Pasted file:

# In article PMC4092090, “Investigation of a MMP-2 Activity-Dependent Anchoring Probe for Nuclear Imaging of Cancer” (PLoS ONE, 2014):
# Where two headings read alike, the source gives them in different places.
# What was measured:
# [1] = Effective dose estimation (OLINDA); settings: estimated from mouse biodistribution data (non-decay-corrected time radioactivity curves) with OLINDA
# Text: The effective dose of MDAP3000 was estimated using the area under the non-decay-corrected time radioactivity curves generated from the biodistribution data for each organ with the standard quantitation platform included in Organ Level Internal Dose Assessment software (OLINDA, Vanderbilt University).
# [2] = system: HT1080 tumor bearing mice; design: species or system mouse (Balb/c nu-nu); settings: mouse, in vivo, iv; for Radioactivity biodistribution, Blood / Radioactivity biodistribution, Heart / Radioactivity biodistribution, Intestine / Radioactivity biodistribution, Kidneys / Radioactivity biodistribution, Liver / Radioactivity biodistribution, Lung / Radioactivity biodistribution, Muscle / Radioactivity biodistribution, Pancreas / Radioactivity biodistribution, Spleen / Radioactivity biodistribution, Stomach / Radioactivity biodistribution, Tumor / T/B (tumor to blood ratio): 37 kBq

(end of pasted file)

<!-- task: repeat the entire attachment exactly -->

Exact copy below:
# In article PMC4092090, “Investigation of a MMP-2 Activity-Dependent Anchoring Probe for Nuclear Imaging of Cancer” (PLoS ONE, 2014):
# Where two headings read alike, the source gives them in different places.
# What was measured:
# [1] = Effective dose estimation (OLINDA); settings: estimated from mouse biodistribution data (non-decay-corrected time radioactivity curves) with OLINDA
# Text: The effective dose of MDAP3000 was estimated using the area under the non-decay-corrected time radioactivity curves generated from the biodistribution data for each organ with the standard quantitation platform included in Organ Level Internal Dose Assessment software (OLINDA, Vanderbilt University).
# [2] = system: HT1080 tumor bearing mice; design: species or system mouse (Balb/c nu-nu); settings: mouse, in vivo, iv; for Radioactivity biodistribution, Blood / Radioactivity biodistribution, Heart / Radioactivity biodistribution, Intestine / Radioactivity biodistribution, Kidneys / Radioactivity biodistribution, Liver / Radioactivity biodistribution, Lung / Radioactivity biodistribution, Muscle / Radioactivity biodistribution, Pancreas / Radioactivity biodistribution, Spleen / Radioactivity biodistribution, Stomach / Radioactivity biodistribution, Tumor / T/B (tumor to blood ratio): 37 kBq